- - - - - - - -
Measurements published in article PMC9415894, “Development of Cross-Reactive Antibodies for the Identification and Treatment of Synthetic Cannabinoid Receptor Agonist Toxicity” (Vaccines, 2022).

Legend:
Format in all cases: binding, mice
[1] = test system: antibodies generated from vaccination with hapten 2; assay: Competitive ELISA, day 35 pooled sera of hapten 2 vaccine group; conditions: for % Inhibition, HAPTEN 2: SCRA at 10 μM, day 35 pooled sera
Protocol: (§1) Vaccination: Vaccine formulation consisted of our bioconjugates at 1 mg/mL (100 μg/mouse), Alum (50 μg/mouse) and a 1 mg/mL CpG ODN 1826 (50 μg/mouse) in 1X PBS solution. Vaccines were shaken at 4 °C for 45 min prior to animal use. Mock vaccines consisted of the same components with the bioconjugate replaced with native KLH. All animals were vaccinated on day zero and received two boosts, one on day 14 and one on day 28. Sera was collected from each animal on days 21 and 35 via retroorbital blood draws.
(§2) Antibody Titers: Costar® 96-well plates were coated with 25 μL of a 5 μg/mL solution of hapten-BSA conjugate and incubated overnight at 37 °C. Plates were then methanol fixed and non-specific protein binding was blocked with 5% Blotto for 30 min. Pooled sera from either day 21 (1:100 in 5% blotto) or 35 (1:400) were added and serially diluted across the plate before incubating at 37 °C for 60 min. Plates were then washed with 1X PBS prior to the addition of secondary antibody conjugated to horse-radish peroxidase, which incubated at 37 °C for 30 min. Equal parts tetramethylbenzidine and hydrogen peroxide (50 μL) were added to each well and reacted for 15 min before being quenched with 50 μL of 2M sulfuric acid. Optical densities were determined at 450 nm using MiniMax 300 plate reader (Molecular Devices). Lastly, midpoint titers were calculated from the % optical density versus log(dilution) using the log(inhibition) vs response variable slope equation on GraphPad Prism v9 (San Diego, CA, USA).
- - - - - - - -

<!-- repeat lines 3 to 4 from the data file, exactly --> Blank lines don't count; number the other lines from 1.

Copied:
Format in all cases: binding, mice
[1] = test system: antibodies generated from vaccination with hapten 2; assay: Competitive ELISA, day 35 pooled sera of hapten 2 vaccine group; conditions: for % Inhibition, HAPTEN 2: SCRA at 10 μM, day 35 pooled sera